Investigation reveals 170 delayed children’s services complaints in Kent

A Local Government and Social Care Ombudsman (LGSCO) investigation has uncovered a backlog of 170 unanswered children’s services and education complaints in Kent.

The Ombudsman was asked to investigate after Kent County Council failed to respond to a mother’s complaint that her son had not been provided with speech and language therapy, as set out in his Education, Health and Care (EHC) Plan, for more than 13 months.

boy holding brown leaf covering his face

When the Ombudsman asked the council for further evidence about its complaints process, it confirmed it had 141 overdue Special Educational Needs (SEND) stage one complaints. It also had a further 29 overdue SEND stage two complaints.

The council reported the average response time for stage one complaints was 43 working days and 51 working days for stage two. Both far exceed the 20-day timescale set out in the council’s policy.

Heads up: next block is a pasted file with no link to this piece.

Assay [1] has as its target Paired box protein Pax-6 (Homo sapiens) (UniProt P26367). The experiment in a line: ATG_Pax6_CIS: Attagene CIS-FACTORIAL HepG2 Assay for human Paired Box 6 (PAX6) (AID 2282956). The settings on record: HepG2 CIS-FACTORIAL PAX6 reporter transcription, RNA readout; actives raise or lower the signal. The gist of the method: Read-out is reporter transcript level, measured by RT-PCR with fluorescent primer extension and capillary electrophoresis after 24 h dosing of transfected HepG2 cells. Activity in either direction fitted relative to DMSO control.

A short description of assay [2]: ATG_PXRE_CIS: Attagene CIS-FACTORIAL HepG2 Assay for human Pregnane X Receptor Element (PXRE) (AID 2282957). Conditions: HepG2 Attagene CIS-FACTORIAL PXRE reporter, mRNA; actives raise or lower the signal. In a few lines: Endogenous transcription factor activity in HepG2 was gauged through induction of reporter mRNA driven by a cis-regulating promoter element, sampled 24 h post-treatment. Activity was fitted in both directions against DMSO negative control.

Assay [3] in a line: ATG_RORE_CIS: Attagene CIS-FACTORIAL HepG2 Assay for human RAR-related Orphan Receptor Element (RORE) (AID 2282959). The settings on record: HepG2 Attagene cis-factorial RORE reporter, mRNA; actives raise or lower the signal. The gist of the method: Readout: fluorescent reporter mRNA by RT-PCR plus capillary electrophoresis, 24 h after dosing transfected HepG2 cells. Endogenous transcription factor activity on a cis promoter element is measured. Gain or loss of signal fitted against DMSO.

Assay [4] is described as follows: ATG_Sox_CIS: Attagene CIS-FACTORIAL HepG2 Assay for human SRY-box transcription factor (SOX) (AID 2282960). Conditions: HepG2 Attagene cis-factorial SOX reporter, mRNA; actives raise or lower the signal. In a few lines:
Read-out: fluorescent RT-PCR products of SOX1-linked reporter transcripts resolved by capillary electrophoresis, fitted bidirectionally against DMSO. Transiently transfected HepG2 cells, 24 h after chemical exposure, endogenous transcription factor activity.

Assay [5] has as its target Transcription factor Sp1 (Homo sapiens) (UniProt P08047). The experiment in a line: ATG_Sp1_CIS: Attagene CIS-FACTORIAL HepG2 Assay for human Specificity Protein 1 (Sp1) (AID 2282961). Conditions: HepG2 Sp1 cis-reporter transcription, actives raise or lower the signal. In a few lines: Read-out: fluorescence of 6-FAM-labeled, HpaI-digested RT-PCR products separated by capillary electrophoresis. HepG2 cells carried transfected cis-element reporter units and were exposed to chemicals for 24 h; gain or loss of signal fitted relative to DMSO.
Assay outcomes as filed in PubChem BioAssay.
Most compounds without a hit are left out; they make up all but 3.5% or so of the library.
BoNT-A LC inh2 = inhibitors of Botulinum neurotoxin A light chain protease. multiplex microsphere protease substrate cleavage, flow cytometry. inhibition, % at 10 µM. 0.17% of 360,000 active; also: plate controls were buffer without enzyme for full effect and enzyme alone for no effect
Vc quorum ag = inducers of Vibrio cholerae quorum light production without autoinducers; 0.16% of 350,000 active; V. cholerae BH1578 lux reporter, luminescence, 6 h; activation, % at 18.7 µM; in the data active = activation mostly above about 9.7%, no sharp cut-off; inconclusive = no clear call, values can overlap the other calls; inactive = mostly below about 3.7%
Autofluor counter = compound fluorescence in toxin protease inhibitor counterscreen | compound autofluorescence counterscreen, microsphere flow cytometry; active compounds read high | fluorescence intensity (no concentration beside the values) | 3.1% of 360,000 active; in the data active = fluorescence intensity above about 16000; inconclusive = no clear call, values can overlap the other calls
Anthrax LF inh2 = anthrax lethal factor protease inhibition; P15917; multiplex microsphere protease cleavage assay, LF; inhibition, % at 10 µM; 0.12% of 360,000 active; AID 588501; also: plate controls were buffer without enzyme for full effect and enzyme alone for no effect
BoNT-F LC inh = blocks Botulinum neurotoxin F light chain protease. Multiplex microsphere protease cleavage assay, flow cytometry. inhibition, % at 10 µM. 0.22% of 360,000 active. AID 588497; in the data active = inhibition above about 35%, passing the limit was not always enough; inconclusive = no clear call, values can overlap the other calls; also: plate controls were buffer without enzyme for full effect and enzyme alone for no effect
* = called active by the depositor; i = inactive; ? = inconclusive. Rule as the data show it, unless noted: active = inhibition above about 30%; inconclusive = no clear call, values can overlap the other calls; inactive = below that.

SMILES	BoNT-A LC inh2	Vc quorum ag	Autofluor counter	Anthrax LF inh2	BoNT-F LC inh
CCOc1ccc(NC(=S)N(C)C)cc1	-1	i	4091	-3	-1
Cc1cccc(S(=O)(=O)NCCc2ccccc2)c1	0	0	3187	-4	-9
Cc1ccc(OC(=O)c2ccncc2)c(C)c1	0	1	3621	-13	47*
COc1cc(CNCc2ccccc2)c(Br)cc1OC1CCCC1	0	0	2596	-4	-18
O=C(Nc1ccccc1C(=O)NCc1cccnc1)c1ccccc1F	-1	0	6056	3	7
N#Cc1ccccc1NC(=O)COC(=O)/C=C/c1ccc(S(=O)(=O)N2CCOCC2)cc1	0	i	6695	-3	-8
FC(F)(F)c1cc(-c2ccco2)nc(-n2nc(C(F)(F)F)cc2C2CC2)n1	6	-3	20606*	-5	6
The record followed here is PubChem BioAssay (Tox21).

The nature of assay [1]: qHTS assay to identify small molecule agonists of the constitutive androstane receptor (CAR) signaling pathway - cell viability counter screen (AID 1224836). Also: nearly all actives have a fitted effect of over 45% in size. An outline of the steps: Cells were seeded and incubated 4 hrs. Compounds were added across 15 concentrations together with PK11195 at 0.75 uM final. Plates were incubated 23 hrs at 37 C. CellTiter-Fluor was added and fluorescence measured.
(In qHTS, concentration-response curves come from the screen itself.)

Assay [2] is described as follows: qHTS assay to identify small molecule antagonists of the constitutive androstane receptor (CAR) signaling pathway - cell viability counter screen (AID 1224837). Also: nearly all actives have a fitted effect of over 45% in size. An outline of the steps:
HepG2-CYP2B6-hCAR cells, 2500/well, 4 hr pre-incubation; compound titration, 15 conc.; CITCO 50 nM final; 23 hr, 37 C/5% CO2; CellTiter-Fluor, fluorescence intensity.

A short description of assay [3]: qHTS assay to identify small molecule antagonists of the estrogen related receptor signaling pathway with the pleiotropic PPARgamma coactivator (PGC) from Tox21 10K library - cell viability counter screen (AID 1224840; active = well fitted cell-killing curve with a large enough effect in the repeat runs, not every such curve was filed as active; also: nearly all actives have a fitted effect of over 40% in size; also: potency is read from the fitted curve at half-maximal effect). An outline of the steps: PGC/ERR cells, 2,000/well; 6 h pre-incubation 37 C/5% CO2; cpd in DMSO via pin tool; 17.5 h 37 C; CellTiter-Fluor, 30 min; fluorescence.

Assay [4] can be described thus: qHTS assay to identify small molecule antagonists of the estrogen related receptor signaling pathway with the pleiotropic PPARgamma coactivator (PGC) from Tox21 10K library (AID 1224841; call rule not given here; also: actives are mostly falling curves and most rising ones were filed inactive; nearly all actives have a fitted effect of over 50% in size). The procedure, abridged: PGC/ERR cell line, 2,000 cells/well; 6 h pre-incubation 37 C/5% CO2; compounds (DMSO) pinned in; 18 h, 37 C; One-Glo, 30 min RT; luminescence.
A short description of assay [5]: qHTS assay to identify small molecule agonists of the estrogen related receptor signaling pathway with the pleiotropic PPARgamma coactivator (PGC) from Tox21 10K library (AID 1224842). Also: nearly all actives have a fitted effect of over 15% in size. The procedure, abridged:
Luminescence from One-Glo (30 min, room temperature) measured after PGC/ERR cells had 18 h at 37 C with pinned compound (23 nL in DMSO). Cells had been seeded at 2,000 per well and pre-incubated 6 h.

Ombudsman Paul Najsarek said: ‘Kent County Council has explained to me that its delays in dealing with complaints are due to low staffing levels and high workloads, but this cannot excuse the council from performing its duty to these parents.

‘With such systemic issues in responding to complaints, I am concerned that there is a potential for significant ongoing injustice to many of the county’s children until the council gets on top of this backlog.

‘Therefore, I am pleased the council has accepted my recommendations not only to improve its complaints handling but also its Education, Health and Care Plan process to ensure other children in the county are not put to a disadvantage.’

The council agreed to apologise to the mother and her child and pay them a combined £1,800 for their time and trouble, frustration and distress and lack of therapy provided to the child for 13 months.

It will also pay £100 a month for every month the therapy was not set up from January 2023 until the it is in place, to be used for the child’s benefit.

The council further agreed to write to each of the 170 people it has identified, to apologise for its delay responding to their stage one and two complaints, and to review its EHC Plan procedures to ensure statutory timescales are met and that it communicates with parents appropriately throughout.

It will also develop an action plan to show how it intends to address ongoing delays with EHC Plan annual reviews and complaints about them.

Image: Annie Spratt


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